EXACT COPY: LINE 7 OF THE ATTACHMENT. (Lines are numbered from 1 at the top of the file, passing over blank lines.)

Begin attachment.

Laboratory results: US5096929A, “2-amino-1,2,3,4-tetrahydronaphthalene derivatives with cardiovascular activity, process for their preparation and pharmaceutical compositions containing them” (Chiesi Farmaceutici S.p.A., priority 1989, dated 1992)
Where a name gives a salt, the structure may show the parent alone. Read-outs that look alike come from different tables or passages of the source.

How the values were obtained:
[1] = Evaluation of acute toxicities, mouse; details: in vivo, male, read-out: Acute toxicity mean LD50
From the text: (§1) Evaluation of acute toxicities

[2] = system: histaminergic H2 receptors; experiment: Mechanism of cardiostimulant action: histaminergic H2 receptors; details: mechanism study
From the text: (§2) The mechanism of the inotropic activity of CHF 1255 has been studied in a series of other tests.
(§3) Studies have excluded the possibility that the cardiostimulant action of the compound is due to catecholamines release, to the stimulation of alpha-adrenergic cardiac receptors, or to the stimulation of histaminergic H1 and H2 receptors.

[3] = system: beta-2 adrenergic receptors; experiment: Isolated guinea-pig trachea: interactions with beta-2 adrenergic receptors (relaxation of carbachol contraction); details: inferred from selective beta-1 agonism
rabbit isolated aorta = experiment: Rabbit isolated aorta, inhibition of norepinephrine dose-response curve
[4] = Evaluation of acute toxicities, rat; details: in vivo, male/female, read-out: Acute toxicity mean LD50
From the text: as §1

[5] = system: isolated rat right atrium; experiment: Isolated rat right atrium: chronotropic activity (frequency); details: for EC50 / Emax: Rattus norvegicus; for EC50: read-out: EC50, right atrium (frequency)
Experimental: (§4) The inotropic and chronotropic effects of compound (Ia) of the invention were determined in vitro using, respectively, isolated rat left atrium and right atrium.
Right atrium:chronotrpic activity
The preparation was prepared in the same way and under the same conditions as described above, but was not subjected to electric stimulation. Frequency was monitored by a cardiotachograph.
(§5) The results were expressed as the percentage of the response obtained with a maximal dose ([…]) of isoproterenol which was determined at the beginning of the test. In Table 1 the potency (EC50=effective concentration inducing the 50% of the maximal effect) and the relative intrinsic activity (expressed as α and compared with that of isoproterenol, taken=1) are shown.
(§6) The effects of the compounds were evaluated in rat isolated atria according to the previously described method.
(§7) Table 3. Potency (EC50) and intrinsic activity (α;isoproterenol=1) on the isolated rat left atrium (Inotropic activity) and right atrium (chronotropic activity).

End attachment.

From the text: (§2) The mechanism of the inotropic activity of CHF 1255 has been studied in a series of other tests.